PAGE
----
The Re-Creation of Brian Kent by Harold Bell Wright
DEAR AUNTIE SUE:
I have wondered many times, while writing this simple story of life and love, if you would ever forgive me for putting you in a book. I hope you will, because if you do not, I shall be heartbroken, and you wouldn't want me that way, would you, Auntie Sue?
I fancy I can hear you say: "But, Harold, how COULD you! You know I never did the things you have made me do in your story. You know I never lived in a little log house by the river in the Ozark Mountains! What in the world will people think!"
Well, to tell the truth, dear, I don't care so very much what people think if only they will love you; and that they are sure to do, because,--well, just because--You must remember, too, that you will be eighty-seven years old the eighteenth of next November, and it is therefore quite time that someone put you in a book.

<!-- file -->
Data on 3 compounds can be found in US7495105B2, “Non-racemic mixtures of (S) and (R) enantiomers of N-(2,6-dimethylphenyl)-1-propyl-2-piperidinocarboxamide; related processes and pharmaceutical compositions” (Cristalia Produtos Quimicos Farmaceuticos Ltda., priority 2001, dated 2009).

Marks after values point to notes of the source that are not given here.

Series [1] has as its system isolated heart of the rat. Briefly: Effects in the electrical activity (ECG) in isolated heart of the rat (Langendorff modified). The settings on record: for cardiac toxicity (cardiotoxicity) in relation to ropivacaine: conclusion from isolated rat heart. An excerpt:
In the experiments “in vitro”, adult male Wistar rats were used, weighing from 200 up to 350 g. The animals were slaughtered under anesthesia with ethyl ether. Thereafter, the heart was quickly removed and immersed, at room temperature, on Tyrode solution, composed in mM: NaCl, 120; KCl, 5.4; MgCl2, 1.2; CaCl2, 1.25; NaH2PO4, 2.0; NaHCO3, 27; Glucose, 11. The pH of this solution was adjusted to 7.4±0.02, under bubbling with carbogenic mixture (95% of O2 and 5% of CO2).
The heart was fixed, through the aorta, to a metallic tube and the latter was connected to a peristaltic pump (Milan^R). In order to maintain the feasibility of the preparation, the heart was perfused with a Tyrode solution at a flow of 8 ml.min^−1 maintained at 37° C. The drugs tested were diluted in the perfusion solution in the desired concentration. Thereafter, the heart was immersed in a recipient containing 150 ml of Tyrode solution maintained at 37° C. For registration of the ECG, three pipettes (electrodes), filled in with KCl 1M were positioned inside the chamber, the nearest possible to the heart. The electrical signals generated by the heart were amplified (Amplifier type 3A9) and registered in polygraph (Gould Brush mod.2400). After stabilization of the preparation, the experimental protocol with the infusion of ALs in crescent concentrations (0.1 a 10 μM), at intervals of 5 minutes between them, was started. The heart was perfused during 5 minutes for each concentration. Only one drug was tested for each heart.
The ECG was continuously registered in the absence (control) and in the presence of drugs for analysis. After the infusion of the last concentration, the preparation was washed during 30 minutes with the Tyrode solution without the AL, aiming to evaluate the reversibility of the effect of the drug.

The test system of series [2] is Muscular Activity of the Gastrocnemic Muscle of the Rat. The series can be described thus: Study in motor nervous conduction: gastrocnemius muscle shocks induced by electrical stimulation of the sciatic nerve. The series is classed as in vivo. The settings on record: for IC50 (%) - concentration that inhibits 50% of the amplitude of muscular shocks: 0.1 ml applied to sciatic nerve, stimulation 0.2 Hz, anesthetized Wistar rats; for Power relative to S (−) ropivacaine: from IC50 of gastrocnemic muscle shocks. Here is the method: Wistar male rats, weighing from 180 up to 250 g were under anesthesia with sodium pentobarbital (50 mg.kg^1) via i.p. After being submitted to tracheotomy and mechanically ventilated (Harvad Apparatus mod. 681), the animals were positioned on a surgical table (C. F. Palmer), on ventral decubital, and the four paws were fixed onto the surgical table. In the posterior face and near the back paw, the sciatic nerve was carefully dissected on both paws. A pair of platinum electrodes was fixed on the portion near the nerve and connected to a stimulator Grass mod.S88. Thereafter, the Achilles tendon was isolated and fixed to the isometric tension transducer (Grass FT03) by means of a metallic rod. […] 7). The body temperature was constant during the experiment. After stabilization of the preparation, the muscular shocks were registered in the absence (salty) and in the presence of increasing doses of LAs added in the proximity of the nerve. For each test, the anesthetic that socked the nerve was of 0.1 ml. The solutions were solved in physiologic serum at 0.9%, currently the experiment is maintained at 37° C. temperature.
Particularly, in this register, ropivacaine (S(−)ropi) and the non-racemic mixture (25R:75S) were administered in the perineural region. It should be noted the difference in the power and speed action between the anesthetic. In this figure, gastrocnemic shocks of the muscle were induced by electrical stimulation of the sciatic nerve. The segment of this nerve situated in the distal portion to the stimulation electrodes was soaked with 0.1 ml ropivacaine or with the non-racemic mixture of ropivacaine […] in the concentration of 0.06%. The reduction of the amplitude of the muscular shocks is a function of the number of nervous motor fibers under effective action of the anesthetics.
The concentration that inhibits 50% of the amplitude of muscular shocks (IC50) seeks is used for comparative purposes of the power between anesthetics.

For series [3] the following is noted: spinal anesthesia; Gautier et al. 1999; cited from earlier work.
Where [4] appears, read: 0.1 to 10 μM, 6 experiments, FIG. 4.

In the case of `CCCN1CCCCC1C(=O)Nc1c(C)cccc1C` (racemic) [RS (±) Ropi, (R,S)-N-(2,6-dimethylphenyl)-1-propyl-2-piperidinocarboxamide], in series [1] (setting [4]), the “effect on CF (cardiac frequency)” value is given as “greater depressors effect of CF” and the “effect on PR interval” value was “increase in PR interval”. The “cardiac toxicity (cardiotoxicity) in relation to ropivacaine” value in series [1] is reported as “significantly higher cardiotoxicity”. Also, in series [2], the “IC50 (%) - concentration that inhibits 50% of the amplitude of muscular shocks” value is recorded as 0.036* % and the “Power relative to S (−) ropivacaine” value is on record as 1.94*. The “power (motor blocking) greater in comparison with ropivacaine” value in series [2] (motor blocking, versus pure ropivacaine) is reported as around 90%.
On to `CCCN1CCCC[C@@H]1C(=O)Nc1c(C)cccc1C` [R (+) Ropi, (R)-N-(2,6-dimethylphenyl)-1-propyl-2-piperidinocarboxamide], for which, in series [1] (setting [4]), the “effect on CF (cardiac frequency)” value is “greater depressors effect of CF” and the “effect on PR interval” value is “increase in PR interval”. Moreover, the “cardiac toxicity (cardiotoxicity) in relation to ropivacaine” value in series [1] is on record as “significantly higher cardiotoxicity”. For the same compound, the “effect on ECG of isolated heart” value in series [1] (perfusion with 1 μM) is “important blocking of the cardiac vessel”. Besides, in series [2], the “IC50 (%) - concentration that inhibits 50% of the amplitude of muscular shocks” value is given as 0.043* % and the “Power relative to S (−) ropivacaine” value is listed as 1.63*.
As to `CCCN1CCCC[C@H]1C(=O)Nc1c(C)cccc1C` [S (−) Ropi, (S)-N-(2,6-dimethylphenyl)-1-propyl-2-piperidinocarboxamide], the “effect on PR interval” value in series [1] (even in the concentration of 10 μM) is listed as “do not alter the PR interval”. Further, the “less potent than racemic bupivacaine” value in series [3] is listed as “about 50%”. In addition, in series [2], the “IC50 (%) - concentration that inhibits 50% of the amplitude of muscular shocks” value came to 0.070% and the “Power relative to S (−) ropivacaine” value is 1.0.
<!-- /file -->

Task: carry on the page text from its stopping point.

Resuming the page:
And, after all, Auntie Sue, are you very sure that you have never lived in a little log house by the river,--are you very sure, Auntie Sue?
Forgive my impertinence, as you have always forgiven me everything; and love me just the same, because I have written only in love of the dearest Auntie Sue in the world!
The Glenwood Mission Inn, Riverside, California, April 30, 1919.
"And see the rivers, how they run Through woods and meads, in shade and sun, Sometimes swift, sometimes slow,-- Wave succeeding wave, they go A various journey to the deep Like human life to endless sleep!"
John Dyer--"Grongar Hill."